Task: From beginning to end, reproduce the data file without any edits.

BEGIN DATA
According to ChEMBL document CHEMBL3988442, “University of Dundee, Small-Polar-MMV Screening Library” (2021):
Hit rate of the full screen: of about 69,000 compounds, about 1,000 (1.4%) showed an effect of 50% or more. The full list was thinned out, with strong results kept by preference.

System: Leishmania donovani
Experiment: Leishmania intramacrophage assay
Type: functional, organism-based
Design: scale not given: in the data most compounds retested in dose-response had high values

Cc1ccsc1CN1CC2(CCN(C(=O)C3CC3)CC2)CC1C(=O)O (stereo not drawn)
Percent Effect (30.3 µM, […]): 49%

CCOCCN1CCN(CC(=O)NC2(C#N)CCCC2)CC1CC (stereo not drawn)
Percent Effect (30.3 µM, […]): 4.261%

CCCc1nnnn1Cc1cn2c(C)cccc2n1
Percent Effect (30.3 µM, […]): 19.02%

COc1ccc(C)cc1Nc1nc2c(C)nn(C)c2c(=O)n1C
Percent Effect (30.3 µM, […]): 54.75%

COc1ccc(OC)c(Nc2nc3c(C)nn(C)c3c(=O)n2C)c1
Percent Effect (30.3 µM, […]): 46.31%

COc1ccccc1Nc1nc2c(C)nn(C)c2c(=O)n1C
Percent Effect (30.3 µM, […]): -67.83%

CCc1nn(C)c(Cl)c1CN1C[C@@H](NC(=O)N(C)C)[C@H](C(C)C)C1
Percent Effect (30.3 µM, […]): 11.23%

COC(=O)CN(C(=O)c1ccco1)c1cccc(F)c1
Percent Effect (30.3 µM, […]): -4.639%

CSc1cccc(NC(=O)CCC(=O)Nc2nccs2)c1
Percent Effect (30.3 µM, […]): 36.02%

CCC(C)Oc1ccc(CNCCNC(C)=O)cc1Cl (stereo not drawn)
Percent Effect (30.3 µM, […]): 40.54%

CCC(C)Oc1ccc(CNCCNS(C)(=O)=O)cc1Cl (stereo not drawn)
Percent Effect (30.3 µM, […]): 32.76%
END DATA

According to ChEMBL document CHEMBL3988442, “University of Dundee, Small-Polar-MMV Screening Library” (2021):
Hit rate of the full screen: of about 69,000 compounds, about 1,000 (1.4%) showed an effect of 50% or more. The full list was thinned out, with strong results kept by preference.

System: Leishmania donovani
Experiment: Leishmania intramacrophage assay
Type: functional, organism-based
Design: scale not given: in the data most compounds retested in dose-response had high values

Cc1ccsc1CN1CC2(CCN(C(=O)C3CC3)CC2)CC1C(=O)O (stereo not drawn)
Percent Effect (30.3 µM, […]): 49%

CCOCCN1CCN(CC(=O)NC2(C#N)CCCC2)CC1CC (stereo not drawn)
Percent Effect (30.3 µM, […]): 4.261%

CCCc1nnnn1Cc1cn2c(C)cccc2n1
Percent Effect (30.3 µM, […]): 19.02%

COc1ccc(C)cc1Nc1nc2c(C)nn(C)c2c(=O)n1C
Percent Effect (30.3 µM, […]): 54.75%

COc1ccc(OC)c(Nc2nc3c(C)nn(C)c3c(=O)n2C)c1
Percent Effect (30.3 µM, […]): 46.31%

COc1ccccc1Nc1nc2c(C)nn(C)c2c(=O)n1C
Percent Effect (30.3 µM, […]): -67.83%

CCc1nn(C)c(Cl)c1CN1C[C@@H](NC(=O)N(C)C)[C@H](C(C)C)C1
Percent Effect (30.3 µM, […]): 11.23%

COC(=O)CN(C(=O)c1ccco1)c1cccc(F)c1
Percent Effect (30.3 µM, […]): -4.639%

CSc1cccc(NC(=O)CCC(=O)Nc2nccs2)c1
Percent Effect (30.3 µM, […]): 36.02%

CCC(C)Oc1ccc(CNCCNC(C)=O)cc1Cl (stereo not drawn)
Percent Effect (30.3 µM, […]): 40.54%

CCC(C)Oc1ccc(CNCCNS(C)(=O)=O)cc1Cl (stereo not drawn)
Percent Effect (30.3 µM, […]): 32.76%